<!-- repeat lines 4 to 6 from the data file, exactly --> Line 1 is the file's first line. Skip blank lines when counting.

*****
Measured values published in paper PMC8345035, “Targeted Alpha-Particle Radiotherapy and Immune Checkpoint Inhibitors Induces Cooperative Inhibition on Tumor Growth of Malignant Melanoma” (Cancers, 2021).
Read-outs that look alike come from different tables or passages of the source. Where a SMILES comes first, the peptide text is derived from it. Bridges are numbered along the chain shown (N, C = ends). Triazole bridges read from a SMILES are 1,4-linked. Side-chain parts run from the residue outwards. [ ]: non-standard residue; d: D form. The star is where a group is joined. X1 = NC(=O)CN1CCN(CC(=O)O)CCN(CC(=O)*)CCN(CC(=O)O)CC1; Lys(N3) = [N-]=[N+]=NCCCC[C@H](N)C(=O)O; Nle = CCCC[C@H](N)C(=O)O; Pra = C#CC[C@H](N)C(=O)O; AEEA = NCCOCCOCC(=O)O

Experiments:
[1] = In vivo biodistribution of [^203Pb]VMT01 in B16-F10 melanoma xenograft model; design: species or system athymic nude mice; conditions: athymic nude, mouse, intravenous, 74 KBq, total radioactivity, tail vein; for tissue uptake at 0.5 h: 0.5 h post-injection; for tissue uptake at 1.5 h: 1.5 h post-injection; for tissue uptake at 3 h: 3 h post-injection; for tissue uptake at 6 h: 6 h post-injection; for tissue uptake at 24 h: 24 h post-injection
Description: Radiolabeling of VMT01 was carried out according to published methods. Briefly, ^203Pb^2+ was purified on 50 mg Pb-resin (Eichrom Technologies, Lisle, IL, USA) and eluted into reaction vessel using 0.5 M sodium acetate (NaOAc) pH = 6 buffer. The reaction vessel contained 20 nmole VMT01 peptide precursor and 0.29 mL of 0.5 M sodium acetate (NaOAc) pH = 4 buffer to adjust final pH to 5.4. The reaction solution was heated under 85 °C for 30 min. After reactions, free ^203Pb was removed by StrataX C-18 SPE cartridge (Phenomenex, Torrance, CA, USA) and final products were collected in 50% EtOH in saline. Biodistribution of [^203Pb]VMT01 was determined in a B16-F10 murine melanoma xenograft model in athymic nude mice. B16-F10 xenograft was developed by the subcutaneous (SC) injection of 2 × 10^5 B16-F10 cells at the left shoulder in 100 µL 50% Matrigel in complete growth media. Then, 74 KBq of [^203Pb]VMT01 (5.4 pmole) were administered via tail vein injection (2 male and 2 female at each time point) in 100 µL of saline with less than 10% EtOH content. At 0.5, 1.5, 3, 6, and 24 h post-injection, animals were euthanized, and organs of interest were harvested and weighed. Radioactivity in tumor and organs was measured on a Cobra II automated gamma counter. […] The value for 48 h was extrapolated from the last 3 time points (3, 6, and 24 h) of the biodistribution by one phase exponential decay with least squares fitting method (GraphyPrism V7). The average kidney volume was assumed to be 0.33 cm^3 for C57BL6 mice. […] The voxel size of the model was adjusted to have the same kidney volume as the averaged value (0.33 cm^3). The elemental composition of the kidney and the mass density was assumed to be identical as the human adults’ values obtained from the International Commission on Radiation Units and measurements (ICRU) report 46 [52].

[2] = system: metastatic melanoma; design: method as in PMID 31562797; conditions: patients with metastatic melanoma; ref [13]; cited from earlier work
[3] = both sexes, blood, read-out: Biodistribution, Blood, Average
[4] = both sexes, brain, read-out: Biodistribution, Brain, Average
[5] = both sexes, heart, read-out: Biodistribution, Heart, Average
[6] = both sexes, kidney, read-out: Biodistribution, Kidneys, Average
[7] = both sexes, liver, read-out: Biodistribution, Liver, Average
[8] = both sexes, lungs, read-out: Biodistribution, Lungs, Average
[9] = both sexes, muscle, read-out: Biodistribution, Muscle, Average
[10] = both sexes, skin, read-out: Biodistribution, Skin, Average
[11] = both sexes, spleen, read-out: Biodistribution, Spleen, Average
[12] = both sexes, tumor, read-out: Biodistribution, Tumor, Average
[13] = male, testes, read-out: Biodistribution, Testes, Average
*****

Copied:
[1] = In vivo biodistribution of [^203Pb]VMT01 in B16-F10 melanoma xenograft model; design: species or system athymic nude mice; conditions: athymic nude, mouse, intravenous, 74 KBq, total radioactivity, tail vein; for tissue uptake at 0.5 h: 0.5 h post-injection; for tissue uptake at 1.5 h: 1.5 h post-injection; for tissue uptake at 3 h: 3 h post-injection; for tissue uptake at 6 h: 6 h post-injection; for tissue uptake at 24 h: 24 h post-injection
Description: Radiolabeling of VMT01 was carried out according to published methods. Briefly, ^203Pb^2+ was purified on 50 mg Pb-resin (Eichrom Technologies, Lisle, IL, USA) and eluted into reaction vessel using 0.5 M sodium acetate (NaOAc) pH = 6 buffer. The reaction vessel contained 20 nmole VMT01 peptide precursor and 0.29 mL of 0.5 M sodium acetate (NaOAc) pH = 4 buffer to adjust final pH to 5.4. The reaction solution was heated under 85 °C for 30 min. After reactions, free ^203Pb was removed by StrataX C-18 SPE cartridge (Phenomenex, Torrance, CA, USA) and final products were collected in 50% EtOH in saline. Biodistribution of [^203Pb]VMT01 was determined in a B16-F10 murine melanoma xenograft model in athymic nude mice. B16-F10 xenograft was developed by the subcutaneous (SC) injection of 2 × 10^5 B16-F10 cells at the left shoulder in 100 µL 50% Matrigel in complete growth media. Then, 74 KBq of [^203Pb]VMT01 (5.4 pmole) were administered via tail vein injection (2 male and 2 female at each time point) in 100 µL of saline with less than 10% EtOH content. At 0.5, 1.5, 3, 6, and 24 h post-injection, animals were euthanized, and organs of interest were harvested and weighed. Radioactivity in tumor and organs was measured on a Cobra II automated gamma counter. […] The value for 48 h was extrapolated from the last 3 time points (3, 6, and 24 h) of the biodistribution by one phase exponential decay with least squares fitting method (GraphyPrism V7). The average kidney volume was assumed to be 0.33 cm^3 for C57BL6 mice. […] The voxel size of the model was adjusted to have the same kidney volume as the averaged value (0.33 cm^3). The elemental composition of the kidney and the mass density was assumed to be identical as the human adults’ values obtained from the International Commission on Radiation Units and measurements (ICRU) report 46 [52].

[2] = system: metastatic melanoma; design: method as in PMID 31562797; conditions: patients with metastatic melanoma; ref [13]; cited from earlier work